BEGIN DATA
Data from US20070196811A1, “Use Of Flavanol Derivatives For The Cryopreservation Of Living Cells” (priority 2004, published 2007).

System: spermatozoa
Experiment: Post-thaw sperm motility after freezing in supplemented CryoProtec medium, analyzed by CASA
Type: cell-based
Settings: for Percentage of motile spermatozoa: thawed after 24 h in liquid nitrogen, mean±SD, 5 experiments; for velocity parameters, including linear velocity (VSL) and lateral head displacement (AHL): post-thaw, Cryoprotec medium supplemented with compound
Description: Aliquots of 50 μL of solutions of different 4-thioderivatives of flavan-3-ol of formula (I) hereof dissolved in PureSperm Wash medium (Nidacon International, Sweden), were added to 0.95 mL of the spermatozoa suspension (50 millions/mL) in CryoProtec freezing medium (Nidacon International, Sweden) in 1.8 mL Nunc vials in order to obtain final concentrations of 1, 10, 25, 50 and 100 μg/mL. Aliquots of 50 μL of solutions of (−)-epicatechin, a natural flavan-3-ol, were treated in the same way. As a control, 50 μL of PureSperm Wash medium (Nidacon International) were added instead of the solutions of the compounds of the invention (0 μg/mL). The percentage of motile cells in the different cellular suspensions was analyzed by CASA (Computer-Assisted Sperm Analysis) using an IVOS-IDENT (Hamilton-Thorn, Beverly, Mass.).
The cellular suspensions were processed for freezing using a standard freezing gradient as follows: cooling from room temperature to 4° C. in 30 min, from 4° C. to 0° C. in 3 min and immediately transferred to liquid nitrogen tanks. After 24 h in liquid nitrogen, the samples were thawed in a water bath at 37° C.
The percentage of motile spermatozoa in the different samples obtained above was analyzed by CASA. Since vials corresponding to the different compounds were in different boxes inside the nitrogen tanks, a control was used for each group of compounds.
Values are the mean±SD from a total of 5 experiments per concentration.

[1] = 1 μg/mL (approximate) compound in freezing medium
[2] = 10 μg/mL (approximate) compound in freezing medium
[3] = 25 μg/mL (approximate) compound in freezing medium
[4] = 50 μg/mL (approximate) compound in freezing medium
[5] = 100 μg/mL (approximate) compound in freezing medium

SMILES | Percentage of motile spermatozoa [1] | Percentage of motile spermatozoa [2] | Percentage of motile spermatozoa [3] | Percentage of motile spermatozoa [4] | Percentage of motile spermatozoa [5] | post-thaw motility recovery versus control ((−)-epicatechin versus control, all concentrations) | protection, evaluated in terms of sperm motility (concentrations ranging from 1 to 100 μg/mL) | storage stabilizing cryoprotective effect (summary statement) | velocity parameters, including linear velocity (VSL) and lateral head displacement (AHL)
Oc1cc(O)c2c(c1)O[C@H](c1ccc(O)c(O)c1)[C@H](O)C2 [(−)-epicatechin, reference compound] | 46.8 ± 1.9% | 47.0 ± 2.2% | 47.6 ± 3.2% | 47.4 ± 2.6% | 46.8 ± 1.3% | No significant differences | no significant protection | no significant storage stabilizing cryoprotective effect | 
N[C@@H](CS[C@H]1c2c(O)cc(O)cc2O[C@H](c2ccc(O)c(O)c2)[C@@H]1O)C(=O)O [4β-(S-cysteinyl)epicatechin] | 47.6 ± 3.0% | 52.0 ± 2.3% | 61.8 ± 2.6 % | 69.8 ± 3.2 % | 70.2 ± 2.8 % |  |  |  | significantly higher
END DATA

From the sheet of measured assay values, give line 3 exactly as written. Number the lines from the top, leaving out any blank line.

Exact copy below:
Experiment: Post-thaw sperm motility after freezing in supplemented CryoProtec medium, analyzed by CASA